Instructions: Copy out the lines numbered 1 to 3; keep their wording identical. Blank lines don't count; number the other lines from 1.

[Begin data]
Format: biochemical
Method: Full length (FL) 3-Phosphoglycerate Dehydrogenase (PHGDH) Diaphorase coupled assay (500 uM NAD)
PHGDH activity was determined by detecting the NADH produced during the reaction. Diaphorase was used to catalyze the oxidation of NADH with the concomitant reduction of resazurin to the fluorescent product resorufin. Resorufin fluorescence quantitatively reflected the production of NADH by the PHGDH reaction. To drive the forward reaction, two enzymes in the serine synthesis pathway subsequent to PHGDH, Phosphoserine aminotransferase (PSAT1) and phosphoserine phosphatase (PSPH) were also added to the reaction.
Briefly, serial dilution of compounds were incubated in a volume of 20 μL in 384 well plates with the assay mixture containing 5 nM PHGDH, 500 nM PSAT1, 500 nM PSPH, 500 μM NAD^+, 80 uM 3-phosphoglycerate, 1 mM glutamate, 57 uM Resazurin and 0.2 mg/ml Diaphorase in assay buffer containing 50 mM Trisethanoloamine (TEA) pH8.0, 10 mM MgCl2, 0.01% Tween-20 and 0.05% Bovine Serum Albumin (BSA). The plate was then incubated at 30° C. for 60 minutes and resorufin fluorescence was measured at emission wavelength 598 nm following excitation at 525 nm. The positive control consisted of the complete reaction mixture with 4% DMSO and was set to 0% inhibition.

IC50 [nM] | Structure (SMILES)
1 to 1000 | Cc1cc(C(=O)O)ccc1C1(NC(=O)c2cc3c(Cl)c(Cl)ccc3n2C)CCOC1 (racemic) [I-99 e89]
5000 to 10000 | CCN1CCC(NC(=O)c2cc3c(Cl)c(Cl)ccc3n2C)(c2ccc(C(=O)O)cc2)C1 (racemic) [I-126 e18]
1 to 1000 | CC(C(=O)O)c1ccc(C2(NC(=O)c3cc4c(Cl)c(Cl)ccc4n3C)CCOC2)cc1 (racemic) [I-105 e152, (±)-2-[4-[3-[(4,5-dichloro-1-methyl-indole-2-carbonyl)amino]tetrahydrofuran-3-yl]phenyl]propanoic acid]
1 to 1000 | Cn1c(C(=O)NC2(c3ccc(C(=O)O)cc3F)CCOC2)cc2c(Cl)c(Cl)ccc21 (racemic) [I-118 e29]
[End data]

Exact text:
Format: biochemical
Method: Full length (FL) 3-Phosphoglycerate Dehydrogenase (PHGDH) Diaphorase coupled assay (500 uM NAD)
PHGDH activity was determined by detecting the NADH produced during the reaction. Diaphorase was used to catalyze the oxidation of NADH with the concomitant reduction of resazurin to the fluorescent product resorufin. Resorufin fluorescence quantitatively reflected the production of NADH by the PHGDH reaction. To drive the forward reaction, two enzymes in the serine synthesis pathway subsequent to PHGDH, Phosphoserine aminotransferase (PSAT1) and phosphoserine phosphatase (PSPH) were also added to the reaction.